'The Posthumous Privacy Paradox: Privacy preferences and Behavior Regarding Digital Remains' by Tal Morse and Michael Birnhack in New Media & Society (forthcoming 2021) comments
Scholars have observed a gap between users’ stated preferences to protect their privacy and their actual behavior. This is the privacy paradox. This article queries the persistence of the privacy paradox after death. A survey of a representative sample of Israeli Internet users inquired of perceptions, preferences, and actions taken by users regarding their digital remains. The analysis yielded three distinct groups: (1) users interested in preserving privacy posthumously, but do not act accordingly; for these users, the privacy paradox persists posthumously; (2) users who match their behavior to their preferences; for these users, the privacy paradox is resolved; (3) users interested in sharing their personal data posthumously, but do not make the appropriate provisions. This scenario is the inverted privacy paradox. This new category has yet to be addressed in the literature. We present some explanations for the persistence of the posthumous privacy paradox and for the inverted privacy paradox.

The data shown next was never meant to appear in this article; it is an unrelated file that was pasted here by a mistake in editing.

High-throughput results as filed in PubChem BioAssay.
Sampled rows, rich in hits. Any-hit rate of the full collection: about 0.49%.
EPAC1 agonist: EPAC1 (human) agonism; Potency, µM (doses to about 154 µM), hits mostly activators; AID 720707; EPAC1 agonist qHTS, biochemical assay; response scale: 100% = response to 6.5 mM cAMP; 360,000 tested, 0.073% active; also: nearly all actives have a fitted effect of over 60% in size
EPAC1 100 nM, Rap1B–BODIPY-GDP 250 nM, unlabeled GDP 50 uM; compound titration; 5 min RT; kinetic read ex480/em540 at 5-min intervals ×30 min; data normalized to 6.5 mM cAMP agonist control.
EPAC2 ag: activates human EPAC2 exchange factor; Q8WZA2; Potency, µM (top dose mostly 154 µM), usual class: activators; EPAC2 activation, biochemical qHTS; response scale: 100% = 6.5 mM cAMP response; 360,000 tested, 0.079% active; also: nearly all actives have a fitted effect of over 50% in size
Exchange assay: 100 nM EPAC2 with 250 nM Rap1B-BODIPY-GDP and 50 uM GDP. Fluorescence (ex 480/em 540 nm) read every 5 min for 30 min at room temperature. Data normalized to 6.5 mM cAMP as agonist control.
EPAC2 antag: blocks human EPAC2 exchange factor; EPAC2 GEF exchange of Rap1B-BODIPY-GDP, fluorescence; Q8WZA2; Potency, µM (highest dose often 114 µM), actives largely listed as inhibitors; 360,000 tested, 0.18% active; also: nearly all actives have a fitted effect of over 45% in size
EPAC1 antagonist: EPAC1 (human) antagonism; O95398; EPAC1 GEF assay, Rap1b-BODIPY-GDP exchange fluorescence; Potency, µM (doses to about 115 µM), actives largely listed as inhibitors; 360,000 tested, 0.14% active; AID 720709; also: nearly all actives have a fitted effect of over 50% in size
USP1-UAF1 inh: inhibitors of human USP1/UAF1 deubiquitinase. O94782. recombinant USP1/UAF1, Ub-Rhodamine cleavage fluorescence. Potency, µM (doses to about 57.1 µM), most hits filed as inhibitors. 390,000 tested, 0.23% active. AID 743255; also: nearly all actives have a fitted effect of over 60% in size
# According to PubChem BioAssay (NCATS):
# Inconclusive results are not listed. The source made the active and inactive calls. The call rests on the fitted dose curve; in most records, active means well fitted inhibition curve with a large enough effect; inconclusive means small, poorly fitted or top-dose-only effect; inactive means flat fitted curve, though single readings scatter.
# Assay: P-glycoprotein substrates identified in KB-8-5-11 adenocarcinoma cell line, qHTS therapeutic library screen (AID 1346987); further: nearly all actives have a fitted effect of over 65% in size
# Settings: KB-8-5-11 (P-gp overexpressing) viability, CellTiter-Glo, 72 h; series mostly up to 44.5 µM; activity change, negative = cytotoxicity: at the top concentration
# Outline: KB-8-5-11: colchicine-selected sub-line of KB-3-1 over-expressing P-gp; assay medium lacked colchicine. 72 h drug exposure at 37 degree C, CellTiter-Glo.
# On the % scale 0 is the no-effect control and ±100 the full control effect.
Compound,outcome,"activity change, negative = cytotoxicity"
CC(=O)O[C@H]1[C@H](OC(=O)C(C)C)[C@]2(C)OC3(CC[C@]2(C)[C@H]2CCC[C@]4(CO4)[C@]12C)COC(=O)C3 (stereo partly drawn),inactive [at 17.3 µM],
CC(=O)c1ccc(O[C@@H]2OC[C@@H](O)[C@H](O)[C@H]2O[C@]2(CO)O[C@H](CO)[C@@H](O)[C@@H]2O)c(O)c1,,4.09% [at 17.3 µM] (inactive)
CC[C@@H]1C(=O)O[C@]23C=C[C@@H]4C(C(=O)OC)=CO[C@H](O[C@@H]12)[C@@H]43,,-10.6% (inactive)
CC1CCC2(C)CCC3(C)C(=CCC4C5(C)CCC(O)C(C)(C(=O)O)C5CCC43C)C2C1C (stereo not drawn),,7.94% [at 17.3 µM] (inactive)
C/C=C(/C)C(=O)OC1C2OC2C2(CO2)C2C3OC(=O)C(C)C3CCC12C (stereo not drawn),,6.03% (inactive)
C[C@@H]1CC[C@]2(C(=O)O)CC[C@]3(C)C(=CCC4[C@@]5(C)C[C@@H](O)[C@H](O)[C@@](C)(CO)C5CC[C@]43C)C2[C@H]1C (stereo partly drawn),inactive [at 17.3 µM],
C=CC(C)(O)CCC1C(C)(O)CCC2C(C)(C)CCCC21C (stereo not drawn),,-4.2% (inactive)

'What If Your Parrot Outlives You? Preparing for Your Bird’s Future' by Gerry W Beyer, a useful US resource for Australianstudents undertaking comparative study, comments
Dogs, cats, parrots, and other pet animals play significant roles in the lives of many individuals. The bond between a pet owner and his or her companion is strong. It is of vital importance to include pets when a pet owner makes plans for disability and death. This article provides an overview of the techniques a pet owner should consider when planning his or her estate with emphasis on parrots.